I believe this action on Amazon’s part constitutes consumer fraud, larceny, and a form of copyright infringement, and thus may be grounds for a class-action lawsuit seeking an injunction, damages for lost revenue, and litigation costs. Authors in the hundreds, if not thousands (or even more, considering Amazon KDP’s volume of Indie author output) may have in their possession such ill-branded proof copies, and if they unite, they can put a stop to this practice.

For basic information about class-action lawsuits, see this website:


Please advise via this reply form if you have been victimized by the “Not for Resale” strip:





Ever since I made the switch from CreateSpace to KDP Print, when I order a proof copy there is a horizontal “Not for Resale” strip running across the front cover, spine, and back cover.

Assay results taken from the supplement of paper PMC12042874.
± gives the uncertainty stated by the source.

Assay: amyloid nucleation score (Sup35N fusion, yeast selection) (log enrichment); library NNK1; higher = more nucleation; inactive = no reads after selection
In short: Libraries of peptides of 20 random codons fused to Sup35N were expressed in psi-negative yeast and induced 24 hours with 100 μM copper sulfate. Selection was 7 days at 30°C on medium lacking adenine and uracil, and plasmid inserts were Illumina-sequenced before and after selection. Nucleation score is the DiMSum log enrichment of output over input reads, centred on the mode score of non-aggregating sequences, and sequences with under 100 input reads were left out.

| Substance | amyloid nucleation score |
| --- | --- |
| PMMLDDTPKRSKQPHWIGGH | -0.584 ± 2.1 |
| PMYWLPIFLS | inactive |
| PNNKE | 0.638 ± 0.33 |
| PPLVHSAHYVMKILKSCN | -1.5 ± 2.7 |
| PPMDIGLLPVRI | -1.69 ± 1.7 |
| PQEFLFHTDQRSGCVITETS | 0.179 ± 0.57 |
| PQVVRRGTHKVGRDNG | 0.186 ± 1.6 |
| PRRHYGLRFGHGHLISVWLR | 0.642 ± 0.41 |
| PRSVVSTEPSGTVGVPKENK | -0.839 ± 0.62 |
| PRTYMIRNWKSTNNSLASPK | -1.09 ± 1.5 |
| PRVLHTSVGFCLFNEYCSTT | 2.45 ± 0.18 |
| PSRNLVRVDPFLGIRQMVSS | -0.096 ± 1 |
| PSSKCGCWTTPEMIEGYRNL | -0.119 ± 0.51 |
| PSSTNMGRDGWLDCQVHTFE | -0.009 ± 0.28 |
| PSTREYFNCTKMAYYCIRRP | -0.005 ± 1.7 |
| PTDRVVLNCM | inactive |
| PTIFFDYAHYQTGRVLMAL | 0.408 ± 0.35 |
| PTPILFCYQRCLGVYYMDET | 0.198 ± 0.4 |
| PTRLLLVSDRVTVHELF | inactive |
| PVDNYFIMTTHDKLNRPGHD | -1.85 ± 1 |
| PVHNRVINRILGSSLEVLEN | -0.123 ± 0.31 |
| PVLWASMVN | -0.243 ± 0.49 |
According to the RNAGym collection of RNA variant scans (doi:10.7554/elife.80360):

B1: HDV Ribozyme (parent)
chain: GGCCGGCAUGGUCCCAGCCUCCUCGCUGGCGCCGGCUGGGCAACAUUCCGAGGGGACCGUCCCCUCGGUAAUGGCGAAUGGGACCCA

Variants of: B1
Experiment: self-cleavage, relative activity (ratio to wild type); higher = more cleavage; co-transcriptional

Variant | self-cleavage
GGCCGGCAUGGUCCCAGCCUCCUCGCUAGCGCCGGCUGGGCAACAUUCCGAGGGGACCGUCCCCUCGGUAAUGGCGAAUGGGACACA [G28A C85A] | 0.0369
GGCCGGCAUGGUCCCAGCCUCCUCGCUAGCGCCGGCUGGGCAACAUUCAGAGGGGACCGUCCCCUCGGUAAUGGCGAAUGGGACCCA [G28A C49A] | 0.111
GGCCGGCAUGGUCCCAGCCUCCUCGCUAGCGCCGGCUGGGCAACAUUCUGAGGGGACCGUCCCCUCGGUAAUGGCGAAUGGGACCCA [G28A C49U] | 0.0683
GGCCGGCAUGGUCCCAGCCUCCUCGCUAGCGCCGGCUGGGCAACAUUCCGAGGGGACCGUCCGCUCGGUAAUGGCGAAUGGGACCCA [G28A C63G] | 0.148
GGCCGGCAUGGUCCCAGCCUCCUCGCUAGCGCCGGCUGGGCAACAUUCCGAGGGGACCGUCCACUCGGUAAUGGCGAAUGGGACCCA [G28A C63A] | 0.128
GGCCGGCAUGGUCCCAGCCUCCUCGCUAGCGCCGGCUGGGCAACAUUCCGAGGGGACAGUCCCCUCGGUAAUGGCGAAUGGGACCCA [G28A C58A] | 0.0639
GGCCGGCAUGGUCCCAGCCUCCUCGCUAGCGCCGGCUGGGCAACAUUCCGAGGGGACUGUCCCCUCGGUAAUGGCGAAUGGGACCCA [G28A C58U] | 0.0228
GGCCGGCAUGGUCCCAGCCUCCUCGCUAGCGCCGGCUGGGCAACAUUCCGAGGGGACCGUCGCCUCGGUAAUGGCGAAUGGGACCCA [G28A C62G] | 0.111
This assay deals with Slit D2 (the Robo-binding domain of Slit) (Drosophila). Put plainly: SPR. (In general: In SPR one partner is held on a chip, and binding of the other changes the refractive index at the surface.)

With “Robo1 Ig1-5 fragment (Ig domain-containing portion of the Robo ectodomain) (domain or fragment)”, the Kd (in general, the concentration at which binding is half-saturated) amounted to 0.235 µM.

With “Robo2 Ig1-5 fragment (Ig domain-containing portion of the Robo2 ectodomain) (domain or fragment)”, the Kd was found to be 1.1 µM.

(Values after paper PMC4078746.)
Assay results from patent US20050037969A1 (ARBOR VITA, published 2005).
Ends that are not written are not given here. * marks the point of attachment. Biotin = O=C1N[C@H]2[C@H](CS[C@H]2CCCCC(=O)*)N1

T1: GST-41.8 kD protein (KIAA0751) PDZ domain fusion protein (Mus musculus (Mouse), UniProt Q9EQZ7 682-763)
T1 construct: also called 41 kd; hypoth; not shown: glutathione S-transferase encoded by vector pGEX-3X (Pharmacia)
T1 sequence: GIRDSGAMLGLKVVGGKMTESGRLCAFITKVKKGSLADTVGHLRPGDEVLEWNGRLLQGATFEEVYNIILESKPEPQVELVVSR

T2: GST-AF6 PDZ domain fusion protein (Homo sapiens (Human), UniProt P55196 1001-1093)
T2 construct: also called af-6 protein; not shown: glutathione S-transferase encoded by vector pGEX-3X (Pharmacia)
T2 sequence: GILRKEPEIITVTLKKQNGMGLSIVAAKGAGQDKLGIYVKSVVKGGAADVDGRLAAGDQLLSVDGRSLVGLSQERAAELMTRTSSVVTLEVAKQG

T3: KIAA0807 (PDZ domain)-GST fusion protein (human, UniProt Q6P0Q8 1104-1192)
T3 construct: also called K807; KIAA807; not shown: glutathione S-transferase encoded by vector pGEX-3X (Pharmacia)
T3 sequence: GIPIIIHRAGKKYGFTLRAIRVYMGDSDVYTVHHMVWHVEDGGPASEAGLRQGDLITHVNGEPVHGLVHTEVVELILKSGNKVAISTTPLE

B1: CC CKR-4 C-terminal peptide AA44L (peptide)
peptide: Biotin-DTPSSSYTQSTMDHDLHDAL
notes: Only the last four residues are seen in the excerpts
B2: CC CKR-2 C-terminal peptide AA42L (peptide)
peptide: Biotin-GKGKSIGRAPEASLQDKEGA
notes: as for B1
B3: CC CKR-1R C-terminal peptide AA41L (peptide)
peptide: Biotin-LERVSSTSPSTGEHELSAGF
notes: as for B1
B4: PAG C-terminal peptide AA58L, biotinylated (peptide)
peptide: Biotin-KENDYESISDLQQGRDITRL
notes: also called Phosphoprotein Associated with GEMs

CreateSpace didn’t add this strip, but KDP does.

(To be clear, this is just for PROOF copies. Once you publish your book, you can order AUTHOR COPIES that don’t have this strip. It’s just the PROOF copies that are affected.)

Sometimes, that strip interferes with part of the cover that I’m trying to proof. In particular, it often prints over words on the spine or back cover.

My solution is to open the PDF of the cover in Photoshop, crop the image to just the back cover, and print the back cover on my home printer. Similarly, I crop the cover to take a magnified close-up of the spine text and…

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Reconsidering Editing.

Proofreading? Line Editing? Structural Editing? Copyediting? Developmental Editing?